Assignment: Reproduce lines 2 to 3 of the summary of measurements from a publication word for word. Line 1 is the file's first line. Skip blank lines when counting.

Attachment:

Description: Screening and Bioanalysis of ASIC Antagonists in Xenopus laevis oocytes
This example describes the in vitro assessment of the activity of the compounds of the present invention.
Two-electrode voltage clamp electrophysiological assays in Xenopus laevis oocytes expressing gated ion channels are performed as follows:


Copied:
This example describes the in vitro assessment of the activity of the compounds of the present invention.
Two-electrode voltage clamp electrophysiological assays in Xenopus laevis oocytes expressing gated ion channels are performed as follows: